C. Mae Waugh
Aspiring Leadership Academy
Framingham Public Schools
Reflection to Love Your Body by Barry Taylor, N.D.
Barry Taylor is not a typical doctor. Instead, he provides naturopathic therapy through the ideology of loving one’s body. His ideology examines the dichotomy between health and healing and when he spoke to us on Monday afternoon, he taught that if we want those whom we lead to be healthy, we need to model health and healing ourselves.
He asked what would it look like if our students came into our classrooms well-nourished, rested and ready to learn? Is this an image we wish for? If so, we as leaders must then set examples for our students and staff. It is nonverbal cues that dominate the majority of human communication—so what does sipping a coffee in front of the class everyday say to them? Coffee for breakfast is okay.
This lesson made me think of a message I received from one of my students on one of those warm spring days a few years ago. She sent me me a picture of her prospective outfit that morning: short shorts and and a tank top. She wanted to know if it was appropriate for school. I responded by asking her if it would be okay if I came to school in that outfit? No way! was her response. Well, there’s your answer, I said. As an educator I’ve sought to model organization and professionalism and tranquility, but I hadn’t given much thought about what modeling a healthy lifestyle looks like.
It’s like the emergency procedure message on an airplane: in case of an emergency, secure your air source before helping those around you. How can we expect our students or staff to make healthy choices and have healthy habits if we, ourselves, do not?
His book, Love Your Body was a conversational text that taught through anecdotes and case studies. It gives an alternative to modern medicine, which is filled with antibiotics and reactive practice, instead of preventative practice. Dr. Taylor writes, “In conventional approaches to medicine, the “cure” is defined by whatever makes the symptoms go away.” (p.22) Instead of reacting to aliments by placating symptoms, we should build healthy lifestyles that nurture health and wellness.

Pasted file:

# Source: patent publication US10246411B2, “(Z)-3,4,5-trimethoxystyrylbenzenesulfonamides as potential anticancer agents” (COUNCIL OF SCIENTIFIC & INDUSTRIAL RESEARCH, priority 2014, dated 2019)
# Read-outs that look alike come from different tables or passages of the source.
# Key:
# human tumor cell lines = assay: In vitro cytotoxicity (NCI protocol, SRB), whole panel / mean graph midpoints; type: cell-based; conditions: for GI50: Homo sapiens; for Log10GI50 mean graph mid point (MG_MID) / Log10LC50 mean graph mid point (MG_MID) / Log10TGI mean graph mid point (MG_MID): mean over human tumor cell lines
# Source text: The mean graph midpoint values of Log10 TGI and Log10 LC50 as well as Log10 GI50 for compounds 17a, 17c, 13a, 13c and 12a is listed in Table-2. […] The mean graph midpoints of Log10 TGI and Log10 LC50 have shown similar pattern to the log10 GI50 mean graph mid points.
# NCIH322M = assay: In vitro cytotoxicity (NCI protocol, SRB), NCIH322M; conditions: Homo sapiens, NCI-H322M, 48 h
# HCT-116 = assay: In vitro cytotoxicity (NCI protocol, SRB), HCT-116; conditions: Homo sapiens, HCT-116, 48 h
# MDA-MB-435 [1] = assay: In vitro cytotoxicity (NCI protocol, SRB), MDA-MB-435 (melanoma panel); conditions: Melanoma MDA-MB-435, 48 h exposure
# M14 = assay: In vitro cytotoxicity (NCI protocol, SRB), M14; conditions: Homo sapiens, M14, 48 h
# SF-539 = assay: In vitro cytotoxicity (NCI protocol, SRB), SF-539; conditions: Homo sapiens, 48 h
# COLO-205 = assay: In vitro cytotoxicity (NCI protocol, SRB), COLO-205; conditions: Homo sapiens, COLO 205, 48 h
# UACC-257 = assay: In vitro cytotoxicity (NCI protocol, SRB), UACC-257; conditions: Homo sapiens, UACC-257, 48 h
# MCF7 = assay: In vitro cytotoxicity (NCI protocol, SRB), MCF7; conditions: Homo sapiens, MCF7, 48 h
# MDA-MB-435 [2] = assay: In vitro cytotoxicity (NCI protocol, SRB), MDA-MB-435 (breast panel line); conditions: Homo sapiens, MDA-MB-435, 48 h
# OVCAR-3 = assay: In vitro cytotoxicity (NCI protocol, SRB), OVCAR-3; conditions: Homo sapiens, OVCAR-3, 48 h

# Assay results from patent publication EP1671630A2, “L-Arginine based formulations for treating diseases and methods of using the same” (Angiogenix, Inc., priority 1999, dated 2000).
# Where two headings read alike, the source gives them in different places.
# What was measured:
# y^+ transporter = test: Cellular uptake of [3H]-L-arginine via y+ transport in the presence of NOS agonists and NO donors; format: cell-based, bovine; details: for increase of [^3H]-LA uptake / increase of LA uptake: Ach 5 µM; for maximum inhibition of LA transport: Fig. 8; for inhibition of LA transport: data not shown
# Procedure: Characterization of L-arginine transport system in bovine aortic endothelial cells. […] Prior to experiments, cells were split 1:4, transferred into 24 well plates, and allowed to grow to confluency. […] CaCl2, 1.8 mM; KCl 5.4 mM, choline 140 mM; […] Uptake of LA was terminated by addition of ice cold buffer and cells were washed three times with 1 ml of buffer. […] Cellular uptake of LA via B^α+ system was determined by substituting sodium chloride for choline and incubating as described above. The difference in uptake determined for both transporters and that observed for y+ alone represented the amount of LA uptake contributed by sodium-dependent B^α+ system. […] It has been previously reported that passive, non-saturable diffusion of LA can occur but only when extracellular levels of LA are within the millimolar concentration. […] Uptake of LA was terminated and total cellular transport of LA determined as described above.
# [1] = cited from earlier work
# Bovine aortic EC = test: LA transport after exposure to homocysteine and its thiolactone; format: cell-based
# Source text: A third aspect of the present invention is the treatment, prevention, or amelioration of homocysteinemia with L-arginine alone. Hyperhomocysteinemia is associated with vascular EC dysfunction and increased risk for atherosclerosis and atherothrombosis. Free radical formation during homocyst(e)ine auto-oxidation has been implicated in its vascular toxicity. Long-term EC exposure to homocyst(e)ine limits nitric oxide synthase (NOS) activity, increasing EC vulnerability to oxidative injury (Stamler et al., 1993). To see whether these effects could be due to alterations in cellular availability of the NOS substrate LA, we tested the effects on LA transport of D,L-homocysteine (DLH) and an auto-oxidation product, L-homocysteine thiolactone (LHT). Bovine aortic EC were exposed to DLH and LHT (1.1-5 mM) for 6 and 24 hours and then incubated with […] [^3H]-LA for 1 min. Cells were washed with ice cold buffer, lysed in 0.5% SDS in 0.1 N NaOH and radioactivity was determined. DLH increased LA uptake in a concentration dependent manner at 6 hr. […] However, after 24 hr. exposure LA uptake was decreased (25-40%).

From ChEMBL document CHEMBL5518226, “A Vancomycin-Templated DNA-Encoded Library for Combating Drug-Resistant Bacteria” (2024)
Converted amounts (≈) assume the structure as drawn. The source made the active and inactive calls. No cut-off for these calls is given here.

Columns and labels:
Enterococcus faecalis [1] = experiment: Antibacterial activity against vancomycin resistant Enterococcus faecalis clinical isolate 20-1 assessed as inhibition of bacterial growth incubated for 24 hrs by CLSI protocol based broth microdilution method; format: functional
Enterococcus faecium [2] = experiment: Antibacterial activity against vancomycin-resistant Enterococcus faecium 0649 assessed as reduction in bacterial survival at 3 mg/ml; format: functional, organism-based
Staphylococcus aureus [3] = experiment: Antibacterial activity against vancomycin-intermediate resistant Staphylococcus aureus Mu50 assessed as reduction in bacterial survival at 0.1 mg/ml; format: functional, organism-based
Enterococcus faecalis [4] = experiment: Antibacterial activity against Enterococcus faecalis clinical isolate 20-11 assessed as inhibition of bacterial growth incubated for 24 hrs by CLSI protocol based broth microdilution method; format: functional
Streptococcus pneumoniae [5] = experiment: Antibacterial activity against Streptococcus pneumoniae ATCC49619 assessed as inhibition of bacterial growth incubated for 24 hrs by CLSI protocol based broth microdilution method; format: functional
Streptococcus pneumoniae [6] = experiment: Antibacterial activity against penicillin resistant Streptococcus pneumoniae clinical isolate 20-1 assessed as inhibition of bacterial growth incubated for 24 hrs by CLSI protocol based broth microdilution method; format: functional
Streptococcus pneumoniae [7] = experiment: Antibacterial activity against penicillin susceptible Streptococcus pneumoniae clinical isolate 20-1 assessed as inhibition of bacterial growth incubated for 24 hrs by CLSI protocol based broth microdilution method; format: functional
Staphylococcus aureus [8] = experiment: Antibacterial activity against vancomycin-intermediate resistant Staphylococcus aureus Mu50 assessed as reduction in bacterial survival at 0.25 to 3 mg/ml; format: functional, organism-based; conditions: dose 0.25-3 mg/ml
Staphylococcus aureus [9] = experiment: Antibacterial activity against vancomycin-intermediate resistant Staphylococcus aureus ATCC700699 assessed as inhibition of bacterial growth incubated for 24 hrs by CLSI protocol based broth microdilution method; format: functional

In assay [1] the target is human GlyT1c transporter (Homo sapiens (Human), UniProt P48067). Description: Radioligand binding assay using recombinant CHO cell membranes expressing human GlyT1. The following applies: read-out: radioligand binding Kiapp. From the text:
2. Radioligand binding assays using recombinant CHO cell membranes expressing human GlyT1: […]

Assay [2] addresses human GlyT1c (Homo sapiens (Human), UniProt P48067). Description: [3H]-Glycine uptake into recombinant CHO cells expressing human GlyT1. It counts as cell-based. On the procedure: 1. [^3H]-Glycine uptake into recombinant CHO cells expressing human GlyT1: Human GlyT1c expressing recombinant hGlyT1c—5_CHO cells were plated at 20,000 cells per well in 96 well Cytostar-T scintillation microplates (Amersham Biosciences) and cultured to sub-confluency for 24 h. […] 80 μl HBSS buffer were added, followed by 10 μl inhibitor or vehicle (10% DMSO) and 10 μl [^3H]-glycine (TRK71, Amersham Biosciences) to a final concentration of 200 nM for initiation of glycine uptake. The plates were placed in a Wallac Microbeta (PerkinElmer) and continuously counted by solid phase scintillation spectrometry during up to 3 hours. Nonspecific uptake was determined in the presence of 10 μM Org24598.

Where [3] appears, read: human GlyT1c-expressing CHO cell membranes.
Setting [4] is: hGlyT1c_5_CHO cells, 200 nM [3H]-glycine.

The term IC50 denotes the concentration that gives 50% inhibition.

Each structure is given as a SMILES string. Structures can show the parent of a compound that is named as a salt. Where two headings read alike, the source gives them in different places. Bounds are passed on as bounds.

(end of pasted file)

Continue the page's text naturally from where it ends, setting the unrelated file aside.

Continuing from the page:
Chapter 2, “Foundations for Health,” in particular, instilled a fear in me of dairy, meat, coffee, alcohol and white sugar. Dr. Taylor wrote extensively about “adrenal overload,” which is when blood sugar bottoms out due to frequent consumption of sugary products, habitual dieting, a family history of diabetes, allergies, more than five alcoholic drinks per week, significant distress over an extended period of time, or managed pain for an extended period of time, causing your adrenal system to compensate, since the adrenal system isn’t designed for constant use. I’ve experienced enough adrenaline-filled moments thus far in my lifetime, but I was unaware that when I was running on limited sleep or an unhealthy diet, I was using my adrenaline for survival. According to chapter 2, an optimum diet and holistic approach can alleviate pre-menstrual symptoms, headaches, depression, candida, asthma, eczema, ADD, allergies, lung function, psoriasis, chronic back pain, and arthritis.
In Love Your Body, Dr. Taylor focuses on the importance of nutrition throughout our lives. “As life’s circumstances change, so do the needs of our bodies” (p.29) From birth, to childhood to old age, nutrition demands vary wildly as we grow, according to Dr. Taylor. Children need different nutrients and proteins than do teens, than do adults, because our bodies are ever-evolving. As a former vegetarian, I am aware of what constitutes a healthy lifestyle, rich in fruits, vegetables and lean proteins. But I was completely unaware of how our bodys’ needs evolve as we age.
Optimal health lies in balancing our lives, according to Dr. Taylor. In Love Your Body he writes, “The way we relate to our job responsibilities and our pursuit of money, our parenting, our obligations to school and grades, the seemingly endless ‘to-do’ lists—these become so dominant in our lives that we often feel deeply out of balance, or we might be so entrenched in coping strategies that we don’t even see how out of balance we are” (p. 78). Sometimes I get caught up in the Western idea that my character is measured by my successes. However, according to Dr. Taylor, “Healing reminds us that we are human beings, not human doers.” (p.79).
In his presentation and in the book, Dr. Taylor recounts a story of a hiker who falls off a cliff. The hiker calls out for help and God responds, but doesn’t give him the response he seeks. God tells the hiker to let go, which is terrifying, but only because the hiker doesn’t know there is a ledge right below him. The lesson is “Sometimes we need to let go before we can see our way” (p. 105). In order to find a more healthy life, we must let go of the gluttony in which we are currently consumed. In Love Your Body Dr. Taylor quotes Lao Tzu, “Only when we are sick of the sickness/Shall we cease to be sick” (p. 77).